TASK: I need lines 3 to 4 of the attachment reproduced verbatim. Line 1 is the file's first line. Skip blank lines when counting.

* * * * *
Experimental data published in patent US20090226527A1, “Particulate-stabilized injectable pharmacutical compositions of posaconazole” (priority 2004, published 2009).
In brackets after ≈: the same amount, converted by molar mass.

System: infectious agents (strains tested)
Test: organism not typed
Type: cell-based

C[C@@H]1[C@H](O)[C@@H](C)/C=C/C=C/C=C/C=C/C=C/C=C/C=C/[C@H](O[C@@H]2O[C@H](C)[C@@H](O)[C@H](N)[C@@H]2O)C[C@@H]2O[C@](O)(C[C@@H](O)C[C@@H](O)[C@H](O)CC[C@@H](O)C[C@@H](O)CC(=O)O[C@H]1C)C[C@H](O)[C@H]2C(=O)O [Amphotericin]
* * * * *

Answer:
System: infectious agents (strains tested)
Test: organism not typed